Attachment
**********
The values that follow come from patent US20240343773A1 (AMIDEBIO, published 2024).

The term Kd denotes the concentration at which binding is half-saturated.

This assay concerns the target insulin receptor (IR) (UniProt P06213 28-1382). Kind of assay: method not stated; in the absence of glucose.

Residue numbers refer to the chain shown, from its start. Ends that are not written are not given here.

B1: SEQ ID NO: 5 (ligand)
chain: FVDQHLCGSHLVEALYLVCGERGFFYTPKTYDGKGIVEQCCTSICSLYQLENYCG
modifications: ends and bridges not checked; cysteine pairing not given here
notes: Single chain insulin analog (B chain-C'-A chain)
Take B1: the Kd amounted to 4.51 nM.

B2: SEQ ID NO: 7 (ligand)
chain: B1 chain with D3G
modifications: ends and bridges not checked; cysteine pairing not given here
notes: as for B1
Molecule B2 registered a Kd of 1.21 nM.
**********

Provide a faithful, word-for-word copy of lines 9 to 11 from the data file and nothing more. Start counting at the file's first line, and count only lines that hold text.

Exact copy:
Take B1: the Kd amounted to 4.51 nM.

B2: SEQ ID NO: 7 (ligand)
chain: B1 chain with D3G